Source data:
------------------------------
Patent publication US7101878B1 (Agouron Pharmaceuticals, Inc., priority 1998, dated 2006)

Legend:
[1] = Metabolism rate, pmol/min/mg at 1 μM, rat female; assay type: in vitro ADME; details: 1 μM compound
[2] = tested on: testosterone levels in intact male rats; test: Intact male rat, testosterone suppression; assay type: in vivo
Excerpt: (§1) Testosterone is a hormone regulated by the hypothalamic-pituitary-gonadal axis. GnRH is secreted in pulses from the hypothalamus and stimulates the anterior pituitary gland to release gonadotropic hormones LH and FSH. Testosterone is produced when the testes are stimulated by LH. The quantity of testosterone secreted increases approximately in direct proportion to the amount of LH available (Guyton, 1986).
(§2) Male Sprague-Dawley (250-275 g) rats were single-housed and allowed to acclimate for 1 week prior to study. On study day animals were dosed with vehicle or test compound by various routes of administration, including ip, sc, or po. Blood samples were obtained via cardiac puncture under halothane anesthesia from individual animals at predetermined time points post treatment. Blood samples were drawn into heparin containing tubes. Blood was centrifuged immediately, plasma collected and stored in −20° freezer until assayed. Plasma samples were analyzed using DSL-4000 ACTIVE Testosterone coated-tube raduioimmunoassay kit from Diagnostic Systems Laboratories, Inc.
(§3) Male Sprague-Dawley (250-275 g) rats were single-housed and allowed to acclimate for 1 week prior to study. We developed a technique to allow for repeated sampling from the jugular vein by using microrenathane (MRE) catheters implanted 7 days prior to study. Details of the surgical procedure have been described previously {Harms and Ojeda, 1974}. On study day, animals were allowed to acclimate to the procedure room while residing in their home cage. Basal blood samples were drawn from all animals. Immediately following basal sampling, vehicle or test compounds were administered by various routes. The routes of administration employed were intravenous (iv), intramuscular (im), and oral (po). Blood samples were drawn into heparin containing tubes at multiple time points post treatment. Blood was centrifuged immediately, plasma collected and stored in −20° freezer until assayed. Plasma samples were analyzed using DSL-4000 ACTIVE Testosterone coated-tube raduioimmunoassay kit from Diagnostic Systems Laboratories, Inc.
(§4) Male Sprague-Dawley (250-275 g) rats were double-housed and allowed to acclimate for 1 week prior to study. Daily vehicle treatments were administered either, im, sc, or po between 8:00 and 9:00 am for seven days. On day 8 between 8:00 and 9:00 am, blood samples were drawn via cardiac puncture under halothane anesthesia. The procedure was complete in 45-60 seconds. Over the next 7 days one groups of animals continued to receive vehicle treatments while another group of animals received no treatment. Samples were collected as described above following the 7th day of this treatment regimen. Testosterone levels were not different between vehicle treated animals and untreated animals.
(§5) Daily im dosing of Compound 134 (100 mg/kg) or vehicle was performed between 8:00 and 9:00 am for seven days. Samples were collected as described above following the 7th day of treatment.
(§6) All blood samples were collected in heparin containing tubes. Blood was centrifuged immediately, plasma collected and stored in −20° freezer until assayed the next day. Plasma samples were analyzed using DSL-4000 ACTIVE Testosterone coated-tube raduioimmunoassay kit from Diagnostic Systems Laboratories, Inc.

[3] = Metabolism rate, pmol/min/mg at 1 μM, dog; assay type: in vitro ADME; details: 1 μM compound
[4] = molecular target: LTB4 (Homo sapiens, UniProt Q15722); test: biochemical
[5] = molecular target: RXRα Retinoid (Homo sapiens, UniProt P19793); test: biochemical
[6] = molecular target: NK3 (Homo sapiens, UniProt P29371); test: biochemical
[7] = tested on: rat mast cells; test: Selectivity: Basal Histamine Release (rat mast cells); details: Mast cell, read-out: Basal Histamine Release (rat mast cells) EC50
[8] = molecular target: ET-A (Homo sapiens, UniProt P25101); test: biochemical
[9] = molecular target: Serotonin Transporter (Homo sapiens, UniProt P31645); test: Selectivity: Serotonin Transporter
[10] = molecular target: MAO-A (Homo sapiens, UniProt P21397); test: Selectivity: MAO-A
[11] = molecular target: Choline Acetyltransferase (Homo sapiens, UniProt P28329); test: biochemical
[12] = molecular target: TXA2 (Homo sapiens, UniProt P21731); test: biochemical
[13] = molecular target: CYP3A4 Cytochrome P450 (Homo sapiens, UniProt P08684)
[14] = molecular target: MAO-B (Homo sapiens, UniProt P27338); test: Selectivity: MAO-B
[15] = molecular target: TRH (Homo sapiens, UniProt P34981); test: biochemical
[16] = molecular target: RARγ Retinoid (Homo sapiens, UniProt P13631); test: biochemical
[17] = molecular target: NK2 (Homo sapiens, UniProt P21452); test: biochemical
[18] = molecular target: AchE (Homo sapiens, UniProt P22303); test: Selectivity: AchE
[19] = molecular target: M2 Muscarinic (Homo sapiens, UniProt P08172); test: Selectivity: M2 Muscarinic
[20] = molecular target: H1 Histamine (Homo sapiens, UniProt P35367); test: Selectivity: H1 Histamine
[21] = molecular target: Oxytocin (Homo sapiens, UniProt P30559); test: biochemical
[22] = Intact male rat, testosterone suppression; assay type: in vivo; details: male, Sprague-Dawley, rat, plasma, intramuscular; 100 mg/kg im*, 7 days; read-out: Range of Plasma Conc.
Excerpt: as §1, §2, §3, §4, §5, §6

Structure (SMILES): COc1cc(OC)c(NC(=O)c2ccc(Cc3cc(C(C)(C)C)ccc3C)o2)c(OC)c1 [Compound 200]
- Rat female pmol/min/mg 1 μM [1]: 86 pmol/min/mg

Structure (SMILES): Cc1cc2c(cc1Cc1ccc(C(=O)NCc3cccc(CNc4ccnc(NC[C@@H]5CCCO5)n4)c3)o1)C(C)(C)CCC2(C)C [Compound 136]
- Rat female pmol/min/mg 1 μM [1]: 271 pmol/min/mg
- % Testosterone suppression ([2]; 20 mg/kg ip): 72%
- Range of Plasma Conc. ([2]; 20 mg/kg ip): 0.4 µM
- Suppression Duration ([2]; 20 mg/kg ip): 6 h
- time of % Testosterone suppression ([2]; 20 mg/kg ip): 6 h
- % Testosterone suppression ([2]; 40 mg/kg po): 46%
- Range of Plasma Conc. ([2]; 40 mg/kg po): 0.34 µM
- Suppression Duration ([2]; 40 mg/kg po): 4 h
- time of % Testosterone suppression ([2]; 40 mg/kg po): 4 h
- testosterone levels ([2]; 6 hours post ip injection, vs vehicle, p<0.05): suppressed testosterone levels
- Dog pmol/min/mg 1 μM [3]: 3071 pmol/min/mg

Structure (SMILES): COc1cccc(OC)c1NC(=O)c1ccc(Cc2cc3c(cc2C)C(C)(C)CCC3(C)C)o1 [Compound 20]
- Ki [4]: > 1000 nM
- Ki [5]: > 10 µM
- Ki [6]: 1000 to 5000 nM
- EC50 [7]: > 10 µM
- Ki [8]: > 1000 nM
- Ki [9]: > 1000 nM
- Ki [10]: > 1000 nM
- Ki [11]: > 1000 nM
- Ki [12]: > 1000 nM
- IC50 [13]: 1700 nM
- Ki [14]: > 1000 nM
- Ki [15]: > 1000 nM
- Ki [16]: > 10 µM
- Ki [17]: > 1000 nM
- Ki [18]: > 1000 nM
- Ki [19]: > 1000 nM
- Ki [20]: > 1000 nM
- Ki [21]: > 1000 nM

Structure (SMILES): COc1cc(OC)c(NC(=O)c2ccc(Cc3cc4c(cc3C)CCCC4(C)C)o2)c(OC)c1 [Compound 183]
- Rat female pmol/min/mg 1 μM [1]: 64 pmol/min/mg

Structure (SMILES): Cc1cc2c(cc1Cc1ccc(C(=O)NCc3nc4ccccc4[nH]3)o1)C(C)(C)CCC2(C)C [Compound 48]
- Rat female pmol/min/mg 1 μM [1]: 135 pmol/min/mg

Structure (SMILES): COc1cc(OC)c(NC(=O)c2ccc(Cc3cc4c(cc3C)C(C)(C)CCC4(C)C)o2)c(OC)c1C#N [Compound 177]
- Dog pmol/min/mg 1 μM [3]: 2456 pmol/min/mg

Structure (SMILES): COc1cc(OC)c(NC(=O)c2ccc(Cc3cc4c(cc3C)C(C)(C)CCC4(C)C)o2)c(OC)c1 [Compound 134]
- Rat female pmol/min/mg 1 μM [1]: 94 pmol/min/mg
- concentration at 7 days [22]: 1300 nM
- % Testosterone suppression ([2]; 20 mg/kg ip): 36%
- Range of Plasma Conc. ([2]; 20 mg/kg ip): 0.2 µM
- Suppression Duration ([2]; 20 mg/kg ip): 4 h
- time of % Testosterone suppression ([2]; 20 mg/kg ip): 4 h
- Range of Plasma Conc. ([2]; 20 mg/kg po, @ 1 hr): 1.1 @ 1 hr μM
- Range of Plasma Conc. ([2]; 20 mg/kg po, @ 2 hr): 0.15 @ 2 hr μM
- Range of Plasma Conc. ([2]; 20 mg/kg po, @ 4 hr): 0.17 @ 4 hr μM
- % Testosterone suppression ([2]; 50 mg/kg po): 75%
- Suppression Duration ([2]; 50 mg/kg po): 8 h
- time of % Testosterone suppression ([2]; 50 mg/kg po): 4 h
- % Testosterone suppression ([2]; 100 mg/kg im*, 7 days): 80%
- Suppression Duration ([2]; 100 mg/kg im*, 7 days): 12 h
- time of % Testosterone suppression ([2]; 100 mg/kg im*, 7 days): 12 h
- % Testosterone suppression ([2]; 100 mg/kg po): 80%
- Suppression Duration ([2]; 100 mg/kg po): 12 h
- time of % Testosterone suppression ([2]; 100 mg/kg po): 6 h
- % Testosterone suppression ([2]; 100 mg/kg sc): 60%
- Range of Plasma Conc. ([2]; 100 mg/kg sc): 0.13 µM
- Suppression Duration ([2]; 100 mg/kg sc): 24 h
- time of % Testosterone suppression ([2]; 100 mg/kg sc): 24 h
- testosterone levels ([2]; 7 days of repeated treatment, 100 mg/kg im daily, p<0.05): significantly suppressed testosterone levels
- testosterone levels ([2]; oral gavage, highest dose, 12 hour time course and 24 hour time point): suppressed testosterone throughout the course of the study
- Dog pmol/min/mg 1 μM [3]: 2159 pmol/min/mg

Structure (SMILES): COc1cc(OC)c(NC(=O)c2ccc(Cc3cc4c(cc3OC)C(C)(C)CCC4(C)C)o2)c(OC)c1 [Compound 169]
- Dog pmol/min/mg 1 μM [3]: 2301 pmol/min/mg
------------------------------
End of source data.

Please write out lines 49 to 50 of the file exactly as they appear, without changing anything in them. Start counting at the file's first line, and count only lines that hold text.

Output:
- Ki [6]: 1000 to 5000 nM
- EC50 [7]: > 10 µM